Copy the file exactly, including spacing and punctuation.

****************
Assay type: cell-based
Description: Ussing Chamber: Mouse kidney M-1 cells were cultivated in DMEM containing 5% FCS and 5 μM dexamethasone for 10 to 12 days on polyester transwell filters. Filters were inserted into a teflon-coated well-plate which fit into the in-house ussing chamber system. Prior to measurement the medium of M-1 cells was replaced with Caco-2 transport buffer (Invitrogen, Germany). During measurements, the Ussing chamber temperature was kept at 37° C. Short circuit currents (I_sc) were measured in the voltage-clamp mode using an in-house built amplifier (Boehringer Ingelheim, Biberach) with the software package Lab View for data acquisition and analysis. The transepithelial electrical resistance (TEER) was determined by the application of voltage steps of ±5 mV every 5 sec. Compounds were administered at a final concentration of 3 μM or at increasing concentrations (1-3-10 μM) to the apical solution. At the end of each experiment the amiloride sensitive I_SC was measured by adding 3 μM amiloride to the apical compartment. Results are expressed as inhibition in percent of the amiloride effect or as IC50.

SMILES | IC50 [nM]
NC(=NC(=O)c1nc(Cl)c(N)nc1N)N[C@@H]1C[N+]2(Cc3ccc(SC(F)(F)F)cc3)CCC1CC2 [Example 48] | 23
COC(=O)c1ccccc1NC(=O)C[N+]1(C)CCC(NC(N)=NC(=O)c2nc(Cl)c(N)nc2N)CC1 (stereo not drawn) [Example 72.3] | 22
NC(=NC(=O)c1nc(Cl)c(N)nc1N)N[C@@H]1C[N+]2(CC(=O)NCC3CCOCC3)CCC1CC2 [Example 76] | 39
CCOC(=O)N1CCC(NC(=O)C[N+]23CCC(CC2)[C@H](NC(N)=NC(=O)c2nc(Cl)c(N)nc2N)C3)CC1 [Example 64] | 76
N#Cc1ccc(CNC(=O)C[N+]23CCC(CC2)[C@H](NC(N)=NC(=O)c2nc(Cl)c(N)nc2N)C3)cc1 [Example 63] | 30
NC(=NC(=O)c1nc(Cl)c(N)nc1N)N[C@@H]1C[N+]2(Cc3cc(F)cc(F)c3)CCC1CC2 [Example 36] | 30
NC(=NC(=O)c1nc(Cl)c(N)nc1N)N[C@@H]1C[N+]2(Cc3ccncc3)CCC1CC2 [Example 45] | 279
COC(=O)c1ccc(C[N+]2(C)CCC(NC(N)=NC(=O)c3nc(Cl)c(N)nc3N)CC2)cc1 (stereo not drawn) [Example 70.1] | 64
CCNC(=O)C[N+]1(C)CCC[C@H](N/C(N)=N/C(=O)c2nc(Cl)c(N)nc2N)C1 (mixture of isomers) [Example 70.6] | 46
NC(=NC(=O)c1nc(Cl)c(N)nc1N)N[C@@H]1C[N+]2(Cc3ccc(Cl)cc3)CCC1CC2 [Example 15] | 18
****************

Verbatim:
Assay type: cell-based
Description: Ussing Chamber: Mouse kidney M-1 cells were cultivated in DMEM containing 5% FCS and 5 μM dexamethasone for 10 to 12 days on polyester transwell filters. Filters were inserted into a teflon-coated well-plate which fit into the in-house ussing chamber system. Prior to measurement the medium of M-1 cells was replaced with Caco-2 transport buffer (Invitrogen, Germany). During measurements, the Ussing chamber temperature was kept at 37° C. Short circuit currents (I_sc) were measured in the voltage-clamp mode using an in-house built amplifier (Boehringer Ingelheim, Biberach) with the software package Lab View for data acquisition and analysis. The transepithelial electrical resistance (TEER) was determined by the application of voltage steps of ±5 mV every 5 sec. Compounds were administered at a final concentration of 3 μM or at increasing concentrations (1-3-10 μM) to the apical solution. At the end of each experiment the amiloride sensitive I_SC was measured by adding 3 μM amiloride to the apical compartment. Results are expressed as inhibition in percent of the amiloride effect or as IC50.

SMILES | IC50 [nM]
NC(=NC(=O)c1nc(Cl)c(N)nc1N)N[C@@H]1C[N+]2(Cc3ccc(SC(F)(F)F)cc3)CCC1CC2 [Example 48] | 23
COC(=O)c1ccccc1NC(=O)C[N+]1(C)CCC(NC(N)=NC(=O)c2nc(Cl)c(N)nc2N)CC1 (stereo not drawn) [Example 72.3] | 22
NC(=NC(=O)c1nc(Cl)c(N)nc1N)N[C@@H]1C[N+]2(CC(=O)NCC3CCOCC3)CCC1CC2 [Example 76] | 39
CCOC(=O)N1CCC(NC(=O)C[N+]23CCC(CC2)[C@H](NC(N)=NC(=O)c2nc(Cl)c(N)nc2N)C3)CC1 [Example 64] | 76
N#Cc1ccc(CNC(=O)C[N+]23CCC(CC2)[C@H](NC(N)=NC(=O)c2nc(Cl)c(N)nc2N)C3)cc1 [Example 63] | 30
NC(=NC(=O)c1nc(Cl)c(N)nc1N)N[C@@H]1C[N+]2(Cc3cc(F)cc(F)c3)CCC1CC2 [Example 36] | 30
NC(=NC(=O)c1nc(Cl)c(N)nc1N)N[C@@H]1C[N+]2(Cc3ccncc3)CCC1CC2 [Example 45] | 279
COC(=O)c1ccc(C[N+]2(C)CCC(NC(N)=NC(=O)c3nc(Cl)c(N)nc3N)CC2)cc1 (stereo not drawn) [Example 70.1] | 64
CCNC(=O)C[N+]1(C)CCC[C@H](N/C(N)=N/C(=O)c2nc(Cl)c(N)nc2N)C1 (mixture of isomers) [Example 70.6] | 46
NC(=NC(=O)c1nc(Cl)c(N)nc1N)N[C@@H]1C[N+]2(Cc3ccc(Cl)cc3)CCC1CC2 [Example 15] | 18